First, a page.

Trading Multiple Time Frames

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Trading Multiple Time Frames

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Trading Multiple Time Frames

Multiple time-frame analysis involves monitoring the same currency pair across different frequencies (or time compressions).

Typically, using three different periods gives a broad enough reading on the market.

A medium-term period should first be determined and it should represent a standard as to how long the average trade is held. From there, a shorter term time frame should be chosen and it should be at least one-fourth the intermediate period (for example, a 15-minute chart for the short-term time frame and 60-minute chart for the medium or intermediate time frame). Through the same calculation, the long-term time frame should be at least four times greater than the intermediate one (so, keeping with the previous example, the 240-minute, or four-hour, chart would round out the three time frequencies).  Trade should be in line with the long-term trend (long-term time frame)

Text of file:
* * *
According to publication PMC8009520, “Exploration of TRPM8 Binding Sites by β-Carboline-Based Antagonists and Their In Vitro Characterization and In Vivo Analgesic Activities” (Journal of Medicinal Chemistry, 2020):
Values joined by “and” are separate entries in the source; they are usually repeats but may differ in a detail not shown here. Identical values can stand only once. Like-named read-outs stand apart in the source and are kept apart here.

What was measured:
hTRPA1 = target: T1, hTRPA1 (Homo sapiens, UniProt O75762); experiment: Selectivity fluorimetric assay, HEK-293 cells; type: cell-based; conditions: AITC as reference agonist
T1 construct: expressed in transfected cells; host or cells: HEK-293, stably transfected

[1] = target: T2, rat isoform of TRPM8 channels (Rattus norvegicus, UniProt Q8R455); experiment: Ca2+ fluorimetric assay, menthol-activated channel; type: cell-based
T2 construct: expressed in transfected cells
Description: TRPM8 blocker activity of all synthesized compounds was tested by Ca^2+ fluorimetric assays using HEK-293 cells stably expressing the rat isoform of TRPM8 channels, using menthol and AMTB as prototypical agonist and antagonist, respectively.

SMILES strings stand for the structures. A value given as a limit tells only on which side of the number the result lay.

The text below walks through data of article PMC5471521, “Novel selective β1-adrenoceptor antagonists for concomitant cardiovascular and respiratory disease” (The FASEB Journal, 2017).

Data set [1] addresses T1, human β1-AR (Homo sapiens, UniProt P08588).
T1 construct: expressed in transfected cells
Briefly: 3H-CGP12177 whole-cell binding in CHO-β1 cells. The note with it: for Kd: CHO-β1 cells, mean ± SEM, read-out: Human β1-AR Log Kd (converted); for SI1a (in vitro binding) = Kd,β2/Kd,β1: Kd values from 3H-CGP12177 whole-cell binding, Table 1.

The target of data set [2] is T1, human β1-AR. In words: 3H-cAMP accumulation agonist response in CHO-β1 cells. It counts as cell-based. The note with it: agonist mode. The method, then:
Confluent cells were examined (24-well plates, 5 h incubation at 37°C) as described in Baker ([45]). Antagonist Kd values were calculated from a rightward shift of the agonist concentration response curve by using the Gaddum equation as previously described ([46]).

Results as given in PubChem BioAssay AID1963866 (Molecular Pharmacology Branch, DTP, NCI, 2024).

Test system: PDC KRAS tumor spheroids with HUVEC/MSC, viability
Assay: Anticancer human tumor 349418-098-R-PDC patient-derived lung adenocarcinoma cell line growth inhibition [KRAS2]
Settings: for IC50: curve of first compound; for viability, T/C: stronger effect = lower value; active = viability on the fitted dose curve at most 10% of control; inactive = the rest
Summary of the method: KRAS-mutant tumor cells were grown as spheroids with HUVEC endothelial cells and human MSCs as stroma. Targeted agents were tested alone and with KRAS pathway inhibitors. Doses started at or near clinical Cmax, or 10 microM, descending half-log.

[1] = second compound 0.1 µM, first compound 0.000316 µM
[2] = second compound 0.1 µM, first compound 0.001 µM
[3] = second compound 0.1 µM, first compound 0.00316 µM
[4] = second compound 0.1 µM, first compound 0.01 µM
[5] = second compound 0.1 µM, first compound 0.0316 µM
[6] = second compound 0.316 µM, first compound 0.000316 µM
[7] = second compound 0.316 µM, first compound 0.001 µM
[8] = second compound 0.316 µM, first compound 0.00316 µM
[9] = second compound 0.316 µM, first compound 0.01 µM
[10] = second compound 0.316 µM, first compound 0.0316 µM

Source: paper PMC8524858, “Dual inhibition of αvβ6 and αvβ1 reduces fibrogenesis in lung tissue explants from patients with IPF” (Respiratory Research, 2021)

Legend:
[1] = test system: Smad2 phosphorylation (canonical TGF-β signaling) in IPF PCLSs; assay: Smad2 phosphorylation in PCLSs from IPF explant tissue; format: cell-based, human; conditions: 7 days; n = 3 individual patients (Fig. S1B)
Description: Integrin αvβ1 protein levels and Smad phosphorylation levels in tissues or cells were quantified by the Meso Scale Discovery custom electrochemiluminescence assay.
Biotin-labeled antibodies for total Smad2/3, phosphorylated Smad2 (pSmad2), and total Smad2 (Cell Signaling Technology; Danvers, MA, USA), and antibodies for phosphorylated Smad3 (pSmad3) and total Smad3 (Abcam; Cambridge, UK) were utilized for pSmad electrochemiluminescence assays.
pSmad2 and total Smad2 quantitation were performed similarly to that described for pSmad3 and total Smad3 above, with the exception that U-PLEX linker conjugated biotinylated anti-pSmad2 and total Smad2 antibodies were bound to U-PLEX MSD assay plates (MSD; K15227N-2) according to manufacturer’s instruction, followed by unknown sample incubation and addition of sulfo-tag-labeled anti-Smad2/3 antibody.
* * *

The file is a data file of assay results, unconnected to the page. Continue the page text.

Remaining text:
Medium time frame: this level should be the most frequently followed chart when planning a trade while the trade is on and as the position nears either its profit target or stop loss

Short-Term Time Frame: Finally, trades should be executed on the short-term time frame. As the smaller fluctuations in price action become clearer, a trader is better able to pick an attractive entry for a position whose direction has already been defined by the higher frequency charts.

Applying this theory, the confidence level in a trade should be measured by how the time frames line up. For example, if the larger trend is to the upside but the medium- and short-term trends are heading lower, cautious shorts should be taken with reasonable profit targets and stops. Alternatively, a trader may wait until a bearish wave runs its course on the lower frequency charts and look to go long at a good level when the three time frames line up once again.